Schmid, 64, returned to the Galaxy last season to replace Curt Onalfo and finished out the worst season in team history: 18 losses and 67 goals conceded. The team has returned from Tucson to continue preseason training at StubHub Center.
Photo courtesy of LA Galaxy
SOCCER AMERICA: Just about everything went wrong last year. Lots of key injuries, younger players who didn’t come through, and
a big dropoff for Giovani dos Santos after a good debut season in MLS. What did you see as the main problems?
SIGI SCHMID: It was hard for the team last year to get into any kind of flow. With the changes, with the injuries, and then more injuries, it was just tough. When I came in and took over the team, we lost 75 percent of our defense within four weeks. We had a carousel in goal a little bit, which is not ideal.
That makes it tougher to build consistently out of the back and find Gio where he needs to find the ball. That forced him at times to come deeper for the ball and that takes from his effectiveness.
SA: You mentioned the carousel in goal, which is one position you’ve revamped. Can you give us a quick rundown of what you expect from the players you have added?
SIGI SCHMID: We wanted to strengthen ourselves in certain positions. One, for sure, was goalkeeper, so with the addition of David Bingham we’re confident he can rebound to the form that he had. I know last year was a tough year for him for a number of reasons. Bringing in Jorgen Skjelvik gives us a defender who has very good pace. He’s a very good passer of the ball out of the back, which helps us.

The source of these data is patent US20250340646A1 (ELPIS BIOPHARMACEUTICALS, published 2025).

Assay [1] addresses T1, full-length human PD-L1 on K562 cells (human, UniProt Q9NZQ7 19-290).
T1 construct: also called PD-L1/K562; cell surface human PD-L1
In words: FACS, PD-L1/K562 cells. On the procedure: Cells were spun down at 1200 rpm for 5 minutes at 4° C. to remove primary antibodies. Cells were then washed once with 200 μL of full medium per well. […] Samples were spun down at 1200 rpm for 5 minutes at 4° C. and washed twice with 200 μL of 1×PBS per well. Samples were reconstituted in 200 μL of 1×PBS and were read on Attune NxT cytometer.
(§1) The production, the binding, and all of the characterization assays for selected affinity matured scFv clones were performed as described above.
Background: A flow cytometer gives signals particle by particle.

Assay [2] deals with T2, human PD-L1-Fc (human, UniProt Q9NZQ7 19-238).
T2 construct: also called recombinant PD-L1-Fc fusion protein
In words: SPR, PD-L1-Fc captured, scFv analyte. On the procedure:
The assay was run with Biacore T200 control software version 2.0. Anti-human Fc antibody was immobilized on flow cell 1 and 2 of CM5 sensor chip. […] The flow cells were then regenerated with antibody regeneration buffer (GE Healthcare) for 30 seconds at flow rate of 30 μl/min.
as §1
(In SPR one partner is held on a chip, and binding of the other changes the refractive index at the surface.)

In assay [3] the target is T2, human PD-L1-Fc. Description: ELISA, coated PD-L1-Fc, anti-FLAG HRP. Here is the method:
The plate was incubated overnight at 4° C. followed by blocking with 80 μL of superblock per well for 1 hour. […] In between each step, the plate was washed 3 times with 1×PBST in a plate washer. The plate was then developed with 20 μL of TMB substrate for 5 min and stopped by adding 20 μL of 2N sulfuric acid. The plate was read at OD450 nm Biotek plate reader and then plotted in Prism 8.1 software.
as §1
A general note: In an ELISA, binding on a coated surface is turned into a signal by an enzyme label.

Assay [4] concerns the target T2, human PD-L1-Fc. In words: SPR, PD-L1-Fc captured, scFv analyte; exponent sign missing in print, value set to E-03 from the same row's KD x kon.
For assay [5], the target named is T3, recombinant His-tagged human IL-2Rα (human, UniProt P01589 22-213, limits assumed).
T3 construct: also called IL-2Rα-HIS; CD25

Rolf [Feltscher] is a guy who’s played outside back at the international level in a lot of different countries. He’s a very good lockdown defender so hopefully he adds things. Perry Kitchen is a player who loves to talk, loves to organize, which is something I felt we needed in the midfield. And obviously Ola Kamara is someone who has shown he can score goals in this league.
SA: Midfielder Sebastian Lletget hasn’t played a competitive match since he suffered a severe Lisfanc injury playing for the USA last March. How is he progressing and will he be ready for the first game of the season?
SIGI SCHMID: We’ve got to be real careful with Sebastian. He’s doing fine. There have been no setbacks, his training regimen has gone good. We’ve just got to make sure we don’t push too hard, too early because he was out for a long time. He’s a vital player to our team. It’s like adding a new player with him coming in.